‘Hello my Aman-o-Nisa sisters!’, Hilary Clinton greeted a delegation of elite Pakistani NGO ‘Women Moderating Extremism’ in Washington, DC in 2012.
. . . → Read More: NGO and Imperialist Feminism collide!
By Mustafa Akyol
WILL “moderate Muslims” finally “speak up” against their militant coreligionists? People around the world have asked (but, as in the past, have not all seriously examined) this question since last week’s horrific attacks on the French satirical magazine Charlie Hebdo and on . . . → Read More: Muslim sensitivity towards cartoons on the Prophet draws from religious nationalism
By Ayesha Siddiqa
Let’s not hide behind our silence and discuss the Paris attacks. Indeed, there is a lot of discussion on social media but the silence of the print and electronic media is amazing. It is almost as if the tragedy of 17 people getting killed did not happen. While the Saudi . . . → Read More: The need for a socio-political dialogue within the west and the Muslim world
Dear liberal pundit,
You and I didn’t like George W Bush. Remember his puerile declaration after 9/11 that “either you are with us, or you are with the terrorists”? Yet now, in the wake of another horrific terrorist attack, you appear to have updated Dubya’s slogan: either you are with free speech… or you are . . . → Read More: The glaring double standards within the free speech debate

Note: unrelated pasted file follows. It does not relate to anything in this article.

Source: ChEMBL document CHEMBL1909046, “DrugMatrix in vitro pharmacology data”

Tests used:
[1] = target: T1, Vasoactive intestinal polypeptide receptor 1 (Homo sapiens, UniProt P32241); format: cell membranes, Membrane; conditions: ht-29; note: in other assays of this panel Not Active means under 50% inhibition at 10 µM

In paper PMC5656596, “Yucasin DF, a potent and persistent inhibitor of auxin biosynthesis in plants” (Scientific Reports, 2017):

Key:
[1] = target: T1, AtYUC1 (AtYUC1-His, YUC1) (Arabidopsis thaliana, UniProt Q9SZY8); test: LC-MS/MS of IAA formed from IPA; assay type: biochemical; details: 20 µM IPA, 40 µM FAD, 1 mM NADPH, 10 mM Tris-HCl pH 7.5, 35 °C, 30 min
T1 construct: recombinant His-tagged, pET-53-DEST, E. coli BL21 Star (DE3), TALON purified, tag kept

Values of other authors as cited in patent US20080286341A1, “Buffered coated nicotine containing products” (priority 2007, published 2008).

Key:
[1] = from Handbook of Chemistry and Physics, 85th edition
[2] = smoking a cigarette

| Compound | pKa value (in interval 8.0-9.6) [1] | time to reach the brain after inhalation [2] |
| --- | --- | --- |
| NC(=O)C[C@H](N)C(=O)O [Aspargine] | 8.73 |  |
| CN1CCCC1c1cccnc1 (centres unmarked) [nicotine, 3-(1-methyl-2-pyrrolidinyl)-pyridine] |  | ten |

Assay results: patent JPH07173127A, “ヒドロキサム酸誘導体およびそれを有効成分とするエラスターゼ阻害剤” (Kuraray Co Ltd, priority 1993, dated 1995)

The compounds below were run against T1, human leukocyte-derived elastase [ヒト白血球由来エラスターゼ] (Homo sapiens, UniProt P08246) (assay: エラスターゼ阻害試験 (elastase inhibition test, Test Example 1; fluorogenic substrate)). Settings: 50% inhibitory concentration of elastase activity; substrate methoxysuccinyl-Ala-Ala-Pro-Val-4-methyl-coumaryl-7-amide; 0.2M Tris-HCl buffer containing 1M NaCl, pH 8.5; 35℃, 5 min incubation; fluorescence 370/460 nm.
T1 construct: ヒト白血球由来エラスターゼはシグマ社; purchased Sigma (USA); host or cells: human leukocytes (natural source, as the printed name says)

Media coverage of the Paris shootings is typical of previous incidents involving Islam and free speech in the West. Much of it has veered between the misleading, sensationalist and absurd – such as a “terrorism expert” on Fox News branding Birmingham a “Muslim-only city”.
Journalists have jumped on the “Je Suis Charlie” bandwagon. Many would . . . → Read More: Singling out Muslims
So, it happened yet again. The recent commemoration of the martyred ex-governor of Punjab, Salman Taseer, was attacked by militant youth belonging to a local religious group. This happened not in Waziristan or in Balochistan, but in the heart of urban metropolitan Lahore, where peaceful protestors gathered around in the remembrance of one of the . . . → Read More: Where does the future lie?
FACED with a horror like the slaughter of 148 schoolchildren and school staff members by the Taliban in Pakistan, it is tempting to describe the act as “inhuman” or “medieval.” What made the massacre particularly chilling, though, is that it was neither. The killings were all too human and of . . . → Read More: The rage behind Islamism
The latest response to the attack on students in Peshawar has rekindled hypernationalist discourse in Pakistan, which in turn, is being strategically used by the State to fortify its own invincibility. Over the years, I have developed different coping mechanisms against this sort of hypernationalism in social media. Sometimes, I write rants on Facebook and . . . → Read More: The state’s gradual capture of the feminist narrative
Ideas matter more than anything else in shaping a society, a nation and a culture. There are good ideas and bad ideas; obliviously, they produce opposite consequences. A good society and state defined as peaceful, tolerant and pluralistic are built by ideas that have respect for life, liberty and the free choices that individuals make . . . → Read More: The need for us to reflect on some good ideas